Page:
During last month's meeting, district officials also floated the possibility of implementing a swimming exemption, but so far that isn't being seriously considered. 

"We've heard it, it's a thought, but we haven't really thought about how to implement it," said Prale. "We won't say it's off the table, but we don't have additional commentary on that. The devil is always in the details with implementing a policy like that."

CONTACT: michael@oakpark.com 

Reader Comments

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Bill Dwyer  

Posted: January 14th, 2017 3:23 PM

You've touched on a central problem in OP governance, Bridgett. Which is that all that talk about "intergovernmental cooperation" was just and only that - talk. A hundred pounds of dialogue and 10 ounces of follow through.

Tom MacMillan from Oak Park  

Posted: January 13th, 2017 10:47 PM

As Jacek brilliantly pointed out, yes, the park district pool is empty right now, because it is winter. So what. And we don't need to build a a bubble over an outdoor pool. for the kids to use it. The point was replacing gym class with a summer school swim program, which would be very easy to do for a tiny fraction of the cost, freeing up millions for other needs and/or saving tax money. We don't have to make what could be very simple into a huge project. Half the kids already know how to swim and could test out of the so called requirement anyway. I realize this kicks the legs out from a reason to build an olympic pool for the 90 kids out of 3300 (2.7%) who are on the swim team, but it perfectly solves the issue of gym class swimming.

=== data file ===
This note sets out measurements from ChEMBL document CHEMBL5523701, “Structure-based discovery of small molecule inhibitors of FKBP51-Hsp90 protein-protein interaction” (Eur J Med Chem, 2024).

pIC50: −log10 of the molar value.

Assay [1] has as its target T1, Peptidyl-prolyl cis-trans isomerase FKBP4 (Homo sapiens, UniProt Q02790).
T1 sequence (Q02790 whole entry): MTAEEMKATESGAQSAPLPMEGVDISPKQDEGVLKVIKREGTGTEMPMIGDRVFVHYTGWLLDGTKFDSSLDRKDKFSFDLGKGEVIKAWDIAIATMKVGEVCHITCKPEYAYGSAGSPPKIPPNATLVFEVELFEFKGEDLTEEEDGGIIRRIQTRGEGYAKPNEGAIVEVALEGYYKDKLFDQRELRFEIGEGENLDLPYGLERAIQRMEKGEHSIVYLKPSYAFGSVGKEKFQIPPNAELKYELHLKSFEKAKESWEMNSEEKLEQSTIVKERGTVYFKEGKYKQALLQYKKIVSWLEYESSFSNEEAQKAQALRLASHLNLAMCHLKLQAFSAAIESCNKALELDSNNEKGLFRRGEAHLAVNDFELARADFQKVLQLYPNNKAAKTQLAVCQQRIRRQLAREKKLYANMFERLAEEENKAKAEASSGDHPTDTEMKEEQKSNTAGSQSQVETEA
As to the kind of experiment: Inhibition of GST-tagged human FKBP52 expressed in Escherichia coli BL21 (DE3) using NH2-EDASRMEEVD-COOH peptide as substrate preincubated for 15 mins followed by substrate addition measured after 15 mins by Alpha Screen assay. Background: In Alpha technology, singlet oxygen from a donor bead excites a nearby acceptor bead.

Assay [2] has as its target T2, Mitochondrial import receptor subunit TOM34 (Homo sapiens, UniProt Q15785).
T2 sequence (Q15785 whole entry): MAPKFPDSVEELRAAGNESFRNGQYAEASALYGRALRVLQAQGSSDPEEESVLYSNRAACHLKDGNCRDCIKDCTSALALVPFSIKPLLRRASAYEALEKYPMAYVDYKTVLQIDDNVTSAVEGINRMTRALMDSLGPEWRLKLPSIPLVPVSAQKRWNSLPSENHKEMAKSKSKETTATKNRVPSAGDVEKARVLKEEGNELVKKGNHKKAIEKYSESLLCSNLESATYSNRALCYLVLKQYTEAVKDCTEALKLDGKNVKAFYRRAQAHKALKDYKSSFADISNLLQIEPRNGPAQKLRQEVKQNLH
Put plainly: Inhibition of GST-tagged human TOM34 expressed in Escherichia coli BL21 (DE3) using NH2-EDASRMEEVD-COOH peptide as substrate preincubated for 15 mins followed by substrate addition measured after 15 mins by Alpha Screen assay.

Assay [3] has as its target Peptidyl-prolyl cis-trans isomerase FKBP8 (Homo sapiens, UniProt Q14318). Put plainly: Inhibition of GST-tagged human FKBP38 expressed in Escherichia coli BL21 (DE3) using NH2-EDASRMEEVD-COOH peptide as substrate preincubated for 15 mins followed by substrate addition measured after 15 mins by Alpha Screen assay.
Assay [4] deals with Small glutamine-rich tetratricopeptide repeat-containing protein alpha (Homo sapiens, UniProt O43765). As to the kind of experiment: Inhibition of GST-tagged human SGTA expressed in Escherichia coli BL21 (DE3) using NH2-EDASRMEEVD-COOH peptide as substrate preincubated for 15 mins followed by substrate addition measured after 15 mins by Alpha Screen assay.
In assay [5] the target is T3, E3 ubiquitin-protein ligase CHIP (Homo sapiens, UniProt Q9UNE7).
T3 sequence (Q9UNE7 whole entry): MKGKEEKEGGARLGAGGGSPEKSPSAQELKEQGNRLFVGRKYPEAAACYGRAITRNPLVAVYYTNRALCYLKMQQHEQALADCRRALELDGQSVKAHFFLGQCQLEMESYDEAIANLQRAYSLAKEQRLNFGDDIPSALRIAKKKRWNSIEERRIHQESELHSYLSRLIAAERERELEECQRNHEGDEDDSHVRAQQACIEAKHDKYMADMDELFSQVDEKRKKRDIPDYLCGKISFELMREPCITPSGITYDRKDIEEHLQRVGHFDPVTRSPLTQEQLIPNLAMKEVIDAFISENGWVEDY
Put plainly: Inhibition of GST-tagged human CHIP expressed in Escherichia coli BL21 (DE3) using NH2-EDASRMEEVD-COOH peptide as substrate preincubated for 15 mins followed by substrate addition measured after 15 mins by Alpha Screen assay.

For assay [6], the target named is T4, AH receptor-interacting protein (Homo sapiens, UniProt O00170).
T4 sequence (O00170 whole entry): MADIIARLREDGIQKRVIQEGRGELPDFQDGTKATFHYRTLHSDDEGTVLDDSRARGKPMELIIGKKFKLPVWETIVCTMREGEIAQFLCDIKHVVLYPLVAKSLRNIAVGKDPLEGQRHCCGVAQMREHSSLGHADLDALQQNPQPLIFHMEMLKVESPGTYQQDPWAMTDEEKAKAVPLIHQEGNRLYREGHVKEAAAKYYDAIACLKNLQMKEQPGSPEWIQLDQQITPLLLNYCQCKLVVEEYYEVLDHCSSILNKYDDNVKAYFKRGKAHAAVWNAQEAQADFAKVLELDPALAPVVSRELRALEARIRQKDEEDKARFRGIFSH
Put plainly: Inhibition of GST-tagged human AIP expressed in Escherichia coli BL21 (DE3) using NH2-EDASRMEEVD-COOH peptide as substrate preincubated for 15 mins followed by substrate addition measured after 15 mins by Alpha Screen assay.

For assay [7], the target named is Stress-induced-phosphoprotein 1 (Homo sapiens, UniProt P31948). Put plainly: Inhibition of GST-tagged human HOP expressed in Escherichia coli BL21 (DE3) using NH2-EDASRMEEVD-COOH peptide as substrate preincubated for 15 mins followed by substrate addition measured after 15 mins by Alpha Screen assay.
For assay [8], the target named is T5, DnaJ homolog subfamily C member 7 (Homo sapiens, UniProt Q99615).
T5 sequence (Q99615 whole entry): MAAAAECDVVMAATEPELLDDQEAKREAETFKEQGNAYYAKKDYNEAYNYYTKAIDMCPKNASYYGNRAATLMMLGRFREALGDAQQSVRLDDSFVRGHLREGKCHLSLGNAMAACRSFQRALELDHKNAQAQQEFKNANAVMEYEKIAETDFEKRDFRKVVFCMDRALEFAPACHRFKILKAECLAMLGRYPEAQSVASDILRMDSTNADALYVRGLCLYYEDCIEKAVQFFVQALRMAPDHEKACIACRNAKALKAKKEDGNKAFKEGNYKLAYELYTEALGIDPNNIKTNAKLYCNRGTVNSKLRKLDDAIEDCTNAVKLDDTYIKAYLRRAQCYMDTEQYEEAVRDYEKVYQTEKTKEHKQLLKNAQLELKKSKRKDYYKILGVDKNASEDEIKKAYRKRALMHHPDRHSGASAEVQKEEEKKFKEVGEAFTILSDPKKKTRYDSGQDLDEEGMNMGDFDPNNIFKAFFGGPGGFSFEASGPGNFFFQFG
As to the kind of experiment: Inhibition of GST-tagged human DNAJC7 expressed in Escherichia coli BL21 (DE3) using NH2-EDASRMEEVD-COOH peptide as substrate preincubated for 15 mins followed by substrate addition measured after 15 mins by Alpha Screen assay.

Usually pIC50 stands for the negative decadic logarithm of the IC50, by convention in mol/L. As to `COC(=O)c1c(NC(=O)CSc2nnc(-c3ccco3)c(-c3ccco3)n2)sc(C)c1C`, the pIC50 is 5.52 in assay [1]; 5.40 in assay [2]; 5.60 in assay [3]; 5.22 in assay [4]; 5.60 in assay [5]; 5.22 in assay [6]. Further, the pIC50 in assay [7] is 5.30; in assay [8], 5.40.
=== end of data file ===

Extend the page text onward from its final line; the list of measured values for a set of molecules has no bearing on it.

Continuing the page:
Bridgett Baron  

Posted: January 13th, 2017 1:02 PM

Amy, I think the issue was control. D200 wanted full control of not just the RC pool, but the building and the fields. Which makes zero sense for one tax body to have over another taxing body's assets. So it was more that D200 wanted to have their own pool.

Amy Bowen  

Posted: January 13th, 2017 8:48 AM

If someone (from one side or the other of the whole debate, I don't see why the enclosure option would be flat out objectionable to either side unless people fail to see the value of aquatic education and sports entirely) wants to explore the enclosure option further, I'd be glad to co-spearhead something to try to get that idea back afloat, research case studies, etc. I agree 100% OPRF needs a good pool and if we want to support aquatic athletes and get them to the same level OPRF attains in other sports, action is needed, But I don't think it necessarily HAS to be on campus when there's a great existing facility across the street. If school and park districts cannot work together that's a really unfortunate detriment to our students (athletes and recreational) and the community as a whole.

Amy Bowen  

Posted: January 13th, 2017 8:35 AM

More really good info about enclosure options here and how it does not have to be cost prohibitive.... http://www.usaswimming.org/ViewMiscArticle.aspx?TabId=1755&mid=7715&ItemId=3634

Ada Johnson Tikkanen  

Posted: January 13th, 2017 12:25 AM

Bruce I am tired of a bunch of cheap, grumpy people trying to justify all this bs about the pool. You can blow wind all day along about tax increase there, or too much money here...but what it boils down to is...we have a really nice community with a really good high school with crumbling infrastructure. It needs a new pool! By the time, everyone is done with their whining and a pool actually gets constructed in the not so near future, we will have a Hyundai pool for a Mercedes price tag. I support any and all forms of physical activity for our students. I'm not in the "coupon clipping" mindset when it comes to this. Why can't we have a nice pool, and just call it a day?

Bruce Kline  

Posted: January 12th, 2017 6:31 PM